April 3, 2017
Easter weekend is almost as much about lounging and eating as Thanksgiving - as the days get longer and warmer, people unfurl from hibernation much like the first green things to emerge from the ground. Brunches are planned, and family dinners, and chocolate egg hunts. And I love that there’s no pressure to roast a turkey; baked ham is about as easy as it gets, is perfect for feeding a crowd, and kids love it as much as grown-ups do. You can set it out and leave it - ham is as delicious hot as it is cold or at room temperature. I love making a batch of biscuits, with or without cheese, so people can tuck in some ham and make little sandwiches if they’re standing or running around outside.
Bonus: ham makes the very best leftovers, and it’s reason enough to buy one just to make soup. A hambone in the slow cooker makes the very best black bean, lentil or split pea soup ever - it’s like dinner that keeps on giving. Pre-cut spiral hams are easy to carve; they need little more than to be heated through, brushed with a sticky glaze of some sort. I often default to roughly equal parts brown sugar, grainy mustard and balsamic vinegar, stirred together in a small dish, but have been known to finish off the end of the marmalade jar in a similar way, with some form of mustard and a splash of balsamic.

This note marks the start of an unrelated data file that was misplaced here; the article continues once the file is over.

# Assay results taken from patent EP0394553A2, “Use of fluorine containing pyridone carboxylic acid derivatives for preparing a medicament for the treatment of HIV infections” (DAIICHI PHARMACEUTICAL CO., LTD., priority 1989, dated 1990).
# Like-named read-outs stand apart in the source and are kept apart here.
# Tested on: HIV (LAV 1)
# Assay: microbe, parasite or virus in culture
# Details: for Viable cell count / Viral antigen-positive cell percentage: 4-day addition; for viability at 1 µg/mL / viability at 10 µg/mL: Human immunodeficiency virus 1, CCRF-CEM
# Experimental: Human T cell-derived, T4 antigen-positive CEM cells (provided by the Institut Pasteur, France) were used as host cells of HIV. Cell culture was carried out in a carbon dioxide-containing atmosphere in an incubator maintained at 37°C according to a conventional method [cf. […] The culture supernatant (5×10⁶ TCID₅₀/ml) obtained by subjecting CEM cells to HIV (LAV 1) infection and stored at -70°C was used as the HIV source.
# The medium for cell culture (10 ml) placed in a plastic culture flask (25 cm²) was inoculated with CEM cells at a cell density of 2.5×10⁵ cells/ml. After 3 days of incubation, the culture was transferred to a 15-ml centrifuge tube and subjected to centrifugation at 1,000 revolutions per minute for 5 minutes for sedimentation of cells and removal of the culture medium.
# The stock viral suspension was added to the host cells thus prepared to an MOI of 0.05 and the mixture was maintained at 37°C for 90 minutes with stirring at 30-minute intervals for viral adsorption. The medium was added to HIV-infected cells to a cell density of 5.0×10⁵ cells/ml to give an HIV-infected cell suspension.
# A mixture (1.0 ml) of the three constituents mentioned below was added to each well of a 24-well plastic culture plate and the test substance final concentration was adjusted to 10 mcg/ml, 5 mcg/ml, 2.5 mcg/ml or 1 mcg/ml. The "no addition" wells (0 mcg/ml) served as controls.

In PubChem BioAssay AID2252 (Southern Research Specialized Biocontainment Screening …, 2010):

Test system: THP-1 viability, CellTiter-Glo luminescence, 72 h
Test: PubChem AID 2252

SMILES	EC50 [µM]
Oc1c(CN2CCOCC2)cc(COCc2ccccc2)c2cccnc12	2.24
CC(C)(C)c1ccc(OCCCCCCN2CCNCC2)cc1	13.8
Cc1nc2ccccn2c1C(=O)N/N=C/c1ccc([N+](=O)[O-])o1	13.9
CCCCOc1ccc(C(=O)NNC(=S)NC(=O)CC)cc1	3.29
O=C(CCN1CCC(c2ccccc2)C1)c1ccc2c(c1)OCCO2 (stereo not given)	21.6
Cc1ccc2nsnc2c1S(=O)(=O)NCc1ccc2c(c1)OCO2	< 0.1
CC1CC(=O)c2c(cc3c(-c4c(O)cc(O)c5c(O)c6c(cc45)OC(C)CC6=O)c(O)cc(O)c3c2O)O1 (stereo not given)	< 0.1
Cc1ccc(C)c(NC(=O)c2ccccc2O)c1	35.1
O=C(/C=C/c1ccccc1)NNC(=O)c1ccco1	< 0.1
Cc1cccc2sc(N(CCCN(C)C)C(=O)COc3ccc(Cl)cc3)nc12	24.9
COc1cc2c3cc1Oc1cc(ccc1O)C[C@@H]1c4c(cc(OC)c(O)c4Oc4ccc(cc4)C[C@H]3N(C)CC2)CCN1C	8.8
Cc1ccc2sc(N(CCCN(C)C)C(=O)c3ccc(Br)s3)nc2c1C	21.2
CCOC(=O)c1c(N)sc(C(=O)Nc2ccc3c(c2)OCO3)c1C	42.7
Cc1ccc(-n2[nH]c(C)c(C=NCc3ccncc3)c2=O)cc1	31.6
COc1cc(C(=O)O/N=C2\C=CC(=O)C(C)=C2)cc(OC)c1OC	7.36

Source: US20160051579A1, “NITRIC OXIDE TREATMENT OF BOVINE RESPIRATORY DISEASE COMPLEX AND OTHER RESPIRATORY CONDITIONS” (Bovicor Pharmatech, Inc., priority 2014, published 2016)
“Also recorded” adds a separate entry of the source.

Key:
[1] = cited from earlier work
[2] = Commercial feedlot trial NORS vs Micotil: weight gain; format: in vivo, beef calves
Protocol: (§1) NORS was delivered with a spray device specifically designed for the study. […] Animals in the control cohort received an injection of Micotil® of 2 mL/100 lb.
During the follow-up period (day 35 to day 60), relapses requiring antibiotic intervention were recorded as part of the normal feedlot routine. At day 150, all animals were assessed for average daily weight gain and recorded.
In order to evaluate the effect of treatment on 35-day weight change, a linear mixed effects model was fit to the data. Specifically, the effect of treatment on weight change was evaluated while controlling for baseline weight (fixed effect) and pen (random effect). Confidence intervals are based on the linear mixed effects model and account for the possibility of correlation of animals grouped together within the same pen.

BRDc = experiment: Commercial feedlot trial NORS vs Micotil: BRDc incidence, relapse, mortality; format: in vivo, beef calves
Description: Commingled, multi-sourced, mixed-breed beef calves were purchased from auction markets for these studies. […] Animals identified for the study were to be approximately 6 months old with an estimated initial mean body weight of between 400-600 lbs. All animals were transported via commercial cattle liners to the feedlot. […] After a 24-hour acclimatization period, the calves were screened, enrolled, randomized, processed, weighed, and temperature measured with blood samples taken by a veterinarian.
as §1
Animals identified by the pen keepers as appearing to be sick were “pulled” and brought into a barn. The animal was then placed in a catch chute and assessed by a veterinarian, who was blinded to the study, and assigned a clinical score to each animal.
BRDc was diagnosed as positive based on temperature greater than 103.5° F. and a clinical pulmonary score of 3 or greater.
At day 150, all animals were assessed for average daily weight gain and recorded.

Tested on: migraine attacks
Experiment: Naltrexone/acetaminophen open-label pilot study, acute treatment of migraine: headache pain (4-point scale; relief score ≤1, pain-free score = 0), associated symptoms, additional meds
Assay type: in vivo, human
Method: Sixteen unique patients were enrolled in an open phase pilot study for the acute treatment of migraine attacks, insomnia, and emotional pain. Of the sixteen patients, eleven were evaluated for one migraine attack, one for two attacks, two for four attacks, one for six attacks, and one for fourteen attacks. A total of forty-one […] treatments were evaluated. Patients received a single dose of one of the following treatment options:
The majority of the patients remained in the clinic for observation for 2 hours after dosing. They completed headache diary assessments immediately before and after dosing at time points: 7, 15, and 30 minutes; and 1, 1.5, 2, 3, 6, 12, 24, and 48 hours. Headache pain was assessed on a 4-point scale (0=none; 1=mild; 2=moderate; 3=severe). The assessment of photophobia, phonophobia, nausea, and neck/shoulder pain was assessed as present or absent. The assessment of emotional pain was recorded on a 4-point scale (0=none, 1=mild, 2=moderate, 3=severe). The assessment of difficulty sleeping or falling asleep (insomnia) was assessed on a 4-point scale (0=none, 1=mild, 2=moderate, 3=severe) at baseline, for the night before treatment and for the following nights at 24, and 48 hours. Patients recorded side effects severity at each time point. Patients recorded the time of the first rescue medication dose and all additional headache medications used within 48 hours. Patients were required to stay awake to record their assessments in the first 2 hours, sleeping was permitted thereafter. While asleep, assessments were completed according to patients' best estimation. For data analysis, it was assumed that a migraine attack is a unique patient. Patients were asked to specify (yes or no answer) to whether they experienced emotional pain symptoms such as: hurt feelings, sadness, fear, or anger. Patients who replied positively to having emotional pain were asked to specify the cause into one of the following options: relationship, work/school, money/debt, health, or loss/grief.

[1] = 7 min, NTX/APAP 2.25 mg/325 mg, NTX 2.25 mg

Most people think of scalloped potatoes when they envision a ham dinner, but my friend Aimee introduced me to the Quebecois tartiflette awhile ago - it’s a simpler version of scalloped potatoes, made with cubed potatoes, bacon and cream, with a small round of Oka cheese set on top to melt into the potatoes as they bake. It truly is divine, and as well suited to a festive Easter brunch as a ham (or roast beef, or chicken, or turkey) dinner. We’ve been known to make one and gather around the table to eat it straight from the pan.
My sister always makes a ham and mushroom tart for celebratory meals - it makes a great appetizer, but I like having a sliver on the side of my plate along with all the other components of the meal. Because it’s like a dense, rich quiche, it’s also well suited to a long weekend brunch. I like having something savoury on the table to balance the sweet pancakes, waffles and inevitable cinnamon or hot cross buns.
Whatever you have on the menu, have a great long weekend (and week of leftovers!)
Spiral cut ham
Yukon gold potatoes
dry split peas
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